Time to be funny! Turn things upside down! It’s really Adar this time. I promise.

Okay, so for those who have no idea what the title of today’s post means, I’ll clarify:

Don't you wanna dress up for Purim?

Don’t you wanna dress up for Purim?

The Hebrew month of Adar contains the wacky holiday of Purim. The thing is, when there’s a leap year, there’s an entire extra month of Adar–because if you’re going to have a month that comes twice, it might as well as be the one that’s known as the happiest of the year. But there’s only Purim in the second Adar.

After a month of tolerating a giant “SIKE!” the second Adar of 5774 started yesterday. Jewish kids everywhere are going crazy. Continue reading

The Rejection Letter that’s Good for You

Yesterday, I got a rejection letter.

Yes, it happens a lot.

I’ve argued in the past that rejection letters are good for you, and I’ve gotten better at taking them in stride, but this one went even further. Its timing couldn’t have been more perfect.

You see, last night was my monthly writers’ workshop. All morning, I’d been trying to decide on a piece to bring and share. When that rejection letter appeared in my inbox around noon, I decided it was a sign.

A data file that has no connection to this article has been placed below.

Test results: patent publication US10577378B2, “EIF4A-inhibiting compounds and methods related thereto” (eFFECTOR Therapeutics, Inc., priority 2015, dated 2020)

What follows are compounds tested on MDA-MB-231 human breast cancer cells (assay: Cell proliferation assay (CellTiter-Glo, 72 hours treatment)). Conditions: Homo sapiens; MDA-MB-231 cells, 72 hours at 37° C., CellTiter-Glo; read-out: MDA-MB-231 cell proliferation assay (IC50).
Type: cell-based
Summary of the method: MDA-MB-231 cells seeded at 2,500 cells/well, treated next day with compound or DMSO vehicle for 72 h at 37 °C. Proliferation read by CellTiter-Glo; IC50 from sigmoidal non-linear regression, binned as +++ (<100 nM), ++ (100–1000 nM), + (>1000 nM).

No, not that kind of sign.

Not just a sign, but a Sign — “This is the piece you should bring to your writers’ workshop tonight.”

So, I did.

And it was magical.

Our group was smaller than usual, consisting of just three of us (usually, we’re four or five). But the two other ladies present gave me so much insight about what worked in my story and what did not, feedback that I might have been less open to, had I not just received the rejection letter. I spent a good chunk of this morning working on revisions, and plan to wrap them up tomorrow in between baking my challah and roasting my chicken.

I’m still hoping that the next time I hear from an editor, they send an acceptance letter. (To say that I pray for acceptance letters is no exaggeration.) But this experience is definitely going to help me embrace the next rejection letter.

Because another will surely come.

How to be gnarly even if you’re frum–Chareidi Jew jamming on a skateboard

01_ami095I just saw the cover of this week’s Ami Magazine (November 29, 2012), and it just made me feel good all over (and I’m pretty sick today, so that’s an accomplishment). On it, Rabbi Yom Tov Glaser is on his skateboard and playing guitar. He looks so frum and like he’s having so much fun. He’s an amazing speaker, by the way, and I think he’s in the States right now promoting his Possible You seminar.

Over the last couple weeks, we’ve been hearing about images that break your heart or just make you angry. But this photo warms my heart.

Anybody out there care to share the details of a photo that warms their heart? Please do so in the comments.